|Of Time and Trouble
One day, on a walk in the mountains with two companions, I was engaged in some idle thinking, or perhaps I should be honest and call it brooding. I had lately suffered a loss in my life that at times left me reeling. My thoughts went something like this:
"We speak the language of death these days.
"Our words are empty condoms, flat tires; and our grammar fails to connect them with any meaning.
"Oh, death, stand aside; make room for desire. Let us long again for something, anything; let us want again; let us long for longing, want for wanting. End this separation of without and within. We are more than permutations of mind and matter.
"We are more than impotence standing in a trance; we are more than the ramifications of mankind's ugly past, multitudinous, malignant mutations."
I guess I had been talking, or brooding if you want to call it that, out loud, because my two walking companions, one a skeptic, the other a philosopher, commented:
"But does it matter if no one cares?" asked the skeptic.
"Care," said the philosopher, "is an abstract concept of another age, now considered fussiness and best avoided. Moreover," he added with considerable animation, "we live in an age of electronic devices and gadgets, machines and robots; and young people, who are as greedy and bad as our worst ancestors, only care about themselves." His animation, I thought, now bordered on anger with his final statement.
The air stirred, and suddenly a puffy white cloud, pure as can be imagined in a powdery blue sky, appeared over the mountain; then all at once some kind of folksy Master stood before us. He looked like some kind of cowboy genie whose brain was stuffed with knowledge and experience. He said his name was Merle and he used to be a singer but had recently moved to a higher "bunk." He chuckled.
"Gather round, boys," said the Master. "While conceding your various truths, consider this: The single syllable of a lullaby—lull-a-by, lull-a-by—and the driest of dry rhymes—'death' and 'breath'—
can have the reality and the impact of an avalanche; and the chance observation of the pantomime of lovers loving can turn your heart and make it flutter. Small acts of grace may be the hugest. In short, things still do matter in this 'careless' world you describe."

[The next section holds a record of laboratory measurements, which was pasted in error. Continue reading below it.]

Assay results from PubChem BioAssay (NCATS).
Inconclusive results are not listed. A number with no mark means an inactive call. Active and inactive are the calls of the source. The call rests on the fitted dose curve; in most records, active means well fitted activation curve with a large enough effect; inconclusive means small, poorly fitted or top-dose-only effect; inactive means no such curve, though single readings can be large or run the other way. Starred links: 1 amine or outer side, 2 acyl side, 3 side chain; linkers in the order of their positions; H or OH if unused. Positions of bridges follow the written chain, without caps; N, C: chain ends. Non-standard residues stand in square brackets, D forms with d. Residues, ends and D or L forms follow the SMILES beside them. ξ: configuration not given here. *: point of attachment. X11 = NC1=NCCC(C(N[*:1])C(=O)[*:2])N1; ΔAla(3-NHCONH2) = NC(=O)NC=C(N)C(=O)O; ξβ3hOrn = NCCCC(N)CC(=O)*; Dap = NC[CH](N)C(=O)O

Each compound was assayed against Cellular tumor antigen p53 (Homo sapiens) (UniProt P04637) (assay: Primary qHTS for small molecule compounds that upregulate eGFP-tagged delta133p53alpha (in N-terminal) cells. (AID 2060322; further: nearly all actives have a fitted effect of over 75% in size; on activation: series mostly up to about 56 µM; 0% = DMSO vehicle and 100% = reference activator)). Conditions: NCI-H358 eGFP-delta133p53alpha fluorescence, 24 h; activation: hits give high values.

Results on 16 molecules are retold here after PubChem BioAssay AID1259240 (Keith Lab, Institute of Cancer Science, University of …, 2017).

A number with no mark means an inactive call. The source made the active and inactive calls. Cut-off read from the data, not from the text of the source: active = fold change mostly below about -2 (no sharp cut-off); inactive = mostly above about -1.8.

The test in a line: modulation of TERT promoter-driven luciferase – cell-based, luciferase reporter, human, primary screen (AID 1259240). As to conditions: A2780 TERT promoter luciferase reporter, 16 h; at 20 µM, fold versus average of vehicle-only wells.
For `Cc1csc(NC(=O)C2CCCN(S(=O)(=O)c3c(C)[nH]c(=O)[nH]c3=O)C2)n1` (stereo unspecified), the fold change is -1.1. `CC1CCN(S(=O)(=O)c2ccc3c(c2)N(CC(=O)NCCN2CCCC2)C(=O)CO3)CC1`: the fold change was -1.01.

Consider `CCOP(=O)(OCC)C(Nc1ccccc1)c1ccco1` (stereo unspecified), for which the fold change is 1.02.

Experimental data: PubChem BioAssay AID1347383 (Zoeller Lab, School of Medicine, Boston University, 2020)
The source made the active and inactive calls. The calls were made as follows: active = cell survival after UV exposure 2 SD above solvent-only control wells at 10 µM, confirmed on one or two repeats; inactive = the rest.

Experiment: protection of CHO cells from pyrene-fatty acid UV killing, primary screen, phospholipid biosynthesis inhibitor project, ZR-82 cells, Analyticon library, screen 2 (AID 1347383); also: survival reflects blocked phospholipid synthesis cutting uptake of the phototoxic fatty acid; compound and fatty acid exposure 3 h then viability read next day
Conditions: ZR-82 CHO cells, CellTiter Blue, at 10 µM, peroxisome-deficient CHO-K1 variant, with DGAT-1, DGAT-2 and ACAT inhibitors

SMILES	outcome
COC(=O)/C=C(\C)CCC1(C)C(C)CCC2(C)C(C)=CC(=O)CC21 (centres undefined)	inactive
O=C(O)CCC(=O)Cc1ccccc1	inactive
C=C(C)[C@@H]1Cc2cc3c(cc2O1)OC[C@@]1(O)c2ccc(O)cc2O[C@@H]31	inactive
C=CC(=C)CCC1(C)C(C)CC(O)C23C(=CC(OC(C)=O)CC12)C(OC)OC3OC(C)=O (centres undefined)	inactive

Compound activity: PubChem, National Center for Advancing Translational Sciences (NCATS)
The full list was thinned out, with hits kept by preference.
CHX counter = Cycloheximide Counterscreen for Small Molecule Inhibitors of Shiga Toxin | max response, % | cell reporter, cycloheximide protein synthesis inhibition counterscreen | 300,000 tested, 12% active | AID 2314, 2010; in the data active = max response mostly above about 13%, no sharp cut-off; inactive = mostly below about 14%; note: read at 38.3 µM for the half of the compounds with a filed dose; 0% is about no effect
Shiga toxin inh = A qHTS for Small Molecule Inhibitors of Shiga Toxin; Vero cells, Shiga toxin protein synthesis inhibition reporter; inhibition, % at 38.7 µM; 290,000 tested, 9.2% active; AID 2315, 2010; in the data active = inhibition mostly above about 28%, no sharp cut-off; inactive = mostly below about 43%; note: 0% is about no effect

"But what are we doing here in the first place?" asked the philosopher, who was always questioning everything. "Is there some raison d'être?"
"What do you mean by 'here,' boy?" asked the Master. "Can you tell me what 'here' means to you? And please, no French today! Just say what you mean."
Looking embarrassed, my philosopher companion was silent.
"Near never right now and forever," said the Master, "we still have one foot in the Baroque and, if you will excuse both a pun and joke, are not broke. Lately I have been listening to some old music that is new music to me. I'm going to share it with you shortly; it will take you to another place, another 'here.' And next time we meet we can discuss time and trouble, something I know a lot about. Well, now, nice talking to you boys. Someone in need is calling my name." But then he turned briefly to me. "Your pain will pass, friend, then others will lament your loss and feel the pain. Life comes in cycles—I think you know that—and peace is not to be found here. But in your case, searching for the right words may ease your pain, as it once did mine." The music of J. S. Bach suddenly echoed up form the valley around the mountain. I think it was the Mass in D minor.
My skeptical companion laughed; my philosophical one scowled, then smiled slightly; and I quit thinking about posthumous tumors and suspended my moribund banter on life and chance.
The Master named Merle clapped his hands together three times, the air stirred again, then he was gone, as was the puffy white cloud. Only the powdery blue sky remained overhead.
By Louis Martin